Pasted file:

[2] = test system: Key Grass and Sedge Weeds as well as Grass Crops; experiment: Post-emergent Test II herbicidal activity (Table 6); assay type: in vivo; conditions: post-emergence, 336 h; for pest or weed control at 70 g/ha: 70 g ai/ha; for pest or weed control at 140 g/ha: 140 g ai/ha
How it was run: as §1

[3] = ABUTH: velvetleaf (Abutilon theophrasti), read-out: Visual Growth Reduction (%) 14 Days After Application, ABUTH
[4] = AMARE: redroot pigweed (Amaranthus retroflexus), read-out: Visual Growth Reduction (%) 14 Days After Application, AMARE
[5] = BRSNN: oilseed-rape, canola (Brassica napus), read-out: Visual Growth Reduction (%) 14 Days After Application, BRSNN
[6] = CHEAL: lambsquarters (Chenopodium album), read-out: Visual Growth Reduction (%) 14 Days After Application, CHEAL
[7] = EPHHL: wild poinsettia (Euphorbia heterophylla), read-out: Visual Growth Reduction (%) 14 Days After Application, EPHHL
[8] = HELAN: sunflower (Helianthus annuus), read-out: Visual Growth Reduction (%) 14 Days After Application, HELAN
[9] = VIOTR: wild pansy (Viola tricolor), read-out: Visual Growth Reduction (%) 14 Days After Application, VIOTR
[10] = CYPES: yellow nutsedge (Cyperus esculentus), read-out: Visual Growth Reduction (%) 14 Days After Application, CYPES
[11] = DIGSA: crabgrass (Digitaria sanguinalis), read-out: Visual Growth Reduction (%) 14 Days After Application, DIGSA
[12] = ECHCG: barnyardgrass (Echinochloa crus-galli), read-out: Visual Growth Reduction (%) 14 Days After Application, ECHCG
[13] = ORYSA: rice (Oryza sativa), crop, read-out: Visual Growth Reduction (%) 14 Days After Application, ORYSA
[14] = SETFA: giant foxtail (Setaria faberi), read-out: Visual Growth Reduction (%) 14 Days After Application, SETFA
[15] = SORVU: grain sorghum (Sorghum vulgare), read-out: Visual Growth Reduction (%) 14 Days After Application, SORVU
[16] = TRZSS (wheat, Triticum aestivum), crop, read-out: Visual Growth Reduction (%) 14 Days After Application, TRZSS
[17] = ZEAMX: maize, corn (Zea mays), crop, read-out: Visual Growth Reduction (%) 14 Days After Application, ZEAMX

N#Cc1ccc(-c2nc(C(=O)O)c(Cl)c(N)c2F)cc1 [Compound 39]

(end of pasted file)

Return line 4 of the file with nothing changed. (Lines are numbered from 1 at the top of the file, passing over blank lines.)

[4] = AMARE: redroot pigweed (Amaranthus retroflexus), read-out: Visual Growth Reduction (%) 14 Days After Application, AMARE